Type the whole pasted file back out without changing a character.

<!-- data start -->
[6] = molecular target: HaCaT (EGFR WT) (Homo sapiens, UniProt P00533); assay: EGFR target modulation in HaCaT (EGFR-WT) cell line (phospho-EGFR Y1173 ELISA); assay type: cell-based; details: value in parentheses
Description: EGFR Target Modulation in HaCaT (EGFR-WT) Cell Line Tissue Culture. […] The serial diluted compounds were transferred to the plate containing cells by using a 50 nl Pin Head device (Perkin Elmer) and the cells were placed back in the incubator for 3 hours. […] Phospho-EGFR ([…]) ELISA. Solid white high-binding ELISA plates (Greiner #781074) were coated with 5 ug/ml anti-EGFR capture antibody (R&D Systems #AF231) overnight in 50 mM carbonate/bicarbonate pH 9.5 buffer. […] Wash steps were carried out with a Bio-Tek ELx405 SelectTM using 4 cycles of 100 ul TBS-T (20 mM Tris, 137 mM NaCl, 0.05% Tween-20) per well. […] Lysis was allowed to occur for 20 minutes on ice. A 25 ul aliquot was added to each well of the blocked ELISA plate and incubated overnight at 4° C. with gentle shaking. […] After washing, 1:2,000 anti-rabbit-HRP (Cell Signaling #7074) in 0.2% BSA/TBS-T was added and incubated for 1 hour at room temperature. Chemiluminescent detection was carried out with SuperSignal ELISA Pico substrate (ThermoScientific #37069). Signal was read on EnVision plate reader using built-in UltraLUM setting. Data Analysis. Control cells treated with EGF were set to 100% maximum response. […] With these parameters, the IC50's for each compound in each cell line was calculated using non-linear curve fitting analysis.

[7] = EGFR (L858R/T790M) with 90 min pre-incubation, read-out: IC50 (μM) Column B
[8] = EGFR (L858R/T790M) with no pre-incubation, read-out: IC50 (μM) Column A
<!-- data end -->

[6] = molecular target: HaCaT (EGFR WT) (Homo sapiens, UniProt P00533); assay: EGFR target modulation in HaCaT (EGFR-WT) cell line (phospho-EGFR Y1173 ELISA); assay type: cell-based; details: value in parentheses
Description: EGFR Target Modulation in HaCaT (EGFR-WT) Cell Line Tissue Culture. […] The serial diluted compounds were transferred to the plate containing cells by using a 50 nl Pin Head device (Perkin Elmer) and the cells were placed back in the incubator for 3 hours. […] Phospho-EGFR ([…]) ELISA. Solid white high-binding ELISA plates (Greiner #781074) were coated with 5 ug/ml anti-EGFR capture antibody (R&D Systems #AF231) overnight in 50 mM carbonate/bicarbonate pH 9.5 buffer. […] Wash steps were carried out with a Bio-Tek ELx405 SelectTM using 4 cycles of 100 ul TBS-T (20 mM Tris, 137 mM NaCl, 0.05% Tween-20) per well. […] Lysis was allowed to occur for 20 minutes on ice. A 25 ul aliquot was added to each well of the blocked ELISA plate and incubated overnight at 4° C. with gentle shaking. […] After washing, 1:2,000 anti-rabbit-HRP (Cell Signaling #7074) in 0.2% BSA/TBS-T was added and incubated for 1 hour at room temperature. Chemiluminescent detection was carried out with SuperSignal ELISA Pico substrate (ThermoScientific #37069). Signal was read on EnVision plate reader using built-in UltraLUM setting. Data Analysis. Control cells treated with EGF were set to 100% maximum response. […] With these parameters, the IC50's for each compound in each cell line was calculated using non-linear curve fitting analysis.

[7] = EGFR (L858R/T790M) with 90 min pre-incubation, read-out: IC50 (μM) Column B
[8] = EGFR (L858R/T790M) with no pre-incubation, read-out: IC50 (μM) Column A